You'll come around a short bend in the canyon and you'll be able to see some of the figures. Walking to the copse of cottonwoods hiding them the anticipation builds. There is a small container with information (a 74 page booklet also available online on the park website) and sign in sheet. And then you see the huge rock wall covered with the figures at least 2000 yrs old. They have been preserved because of the dryness of the climate and the remoteness of the area. We spent about an hour enjoying the area, looking at each figure, amazed at the detail and the style. There is a feeling here that was hard to describe but mystical would be a good start. We were early, so no other visitors yet, but a ranger came eventually. It was a holiday weekend so maybe more people were expected. But it would be easy enough to be here alone if you time it right. Many of the figures are life size or larger, they have no arms or legs and either no eyes or large empty eyes. Though there are animals depicted, I had the feeling was hunting was not the aim of a pilgrimage here. The ghostly figures are higher up on the wall than today's floor would allow you to reach...did they build ladders? Has the wall collapsed? What was the paint made from? Did they make it here or bring it with them? How long would it have taken someone to plan and produce one figure? And of course the big one,,,,why? What do they mean? So many questions and very few answers.
There are two ways to drive in. The long dirt road way from Green River, or the shorter dirt road way from hwy 24. We took the shorter dirt road way from hwy 24 near Goblin Valley State park. This is also the road into the Maze district of Canyonlands National Park and the Hans Flat Ranger station. At one point that road goes right and the one to Horseshoe Canyon goes left. I'm remembering this from a few years back but pretty sure there was a sign. It looked like mostly a ranchers road, some sand, some rocks, but mostly graded and maintained. Though a passenger car might make it, I would rather have all wheel or 4x4 drive. It is a 30 mile drive though so come prepared with extra water, food and a repair kit for if you need it. Check weather first as you don't want to be out there in a storm.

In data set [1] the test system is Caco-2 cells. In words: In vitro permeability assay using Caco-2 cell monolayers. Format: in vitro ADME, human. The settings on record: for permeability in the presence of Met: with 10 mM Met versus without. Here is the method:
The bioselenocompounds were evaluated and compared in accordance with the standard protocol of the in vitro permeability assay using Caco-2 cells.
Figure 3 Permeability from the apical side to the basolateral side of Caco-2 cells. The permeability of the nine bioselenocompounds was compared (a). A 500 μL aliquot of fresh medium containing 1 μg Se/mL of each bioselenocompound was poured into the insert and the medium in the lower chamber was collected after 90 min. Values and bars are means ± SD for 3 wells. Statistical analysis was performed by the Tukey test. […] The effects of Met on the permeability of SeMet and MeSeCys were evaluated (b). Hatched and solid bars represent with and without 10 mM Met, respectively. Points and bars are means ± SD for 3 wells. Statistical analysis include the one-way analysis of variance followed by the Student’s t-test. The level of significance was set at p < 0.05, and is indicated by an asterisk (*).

The 6.5 mile round trip hike begins at a signed parking lot with an information panel. We camped here (no charge, but not a real campsite either) so we were ready to go early the next morning. There is one vault toilet- not a bad idea to have your own paper.
You start off down the side of the Barrier Canyon wall. Near the top there is a single dinosaur footprint. When we were there it had tiny rocks all around it so it was easy to spot. It is down about 750 feet to the canyon floor, a little over a mile to the bottom. It isn't real steep, but steep enough when you are ready to climb back up.
Then turn to the right and it is simply a matter of following the usually dry river bed another mile or two down the canyon. There are some cairns along the way. There are also several other panels to see,,High Gallery, Horseshoe Gallery and Alcove Gallery. These are all very nice and a good build up to the main Great Gallery.
On a side note, it was to the left further up that Aron Ralston got caught by a boulder and cut his own arm off to escape. http://www.youtube.com/watch?v=B2XLoQ1xYB0
The hike into this requires a 750 ft descent into the canyon. This is easy hiking but you need to come out the same way. This hike would be brutal in July/Aug. Try to plan for Spring, Fall or a warm Winters day.
The total distance is about 7 miles, a lot of it in sand. Hydrate before the hike and carry ample water. My wife and I used 96 oz. on a cool May day.
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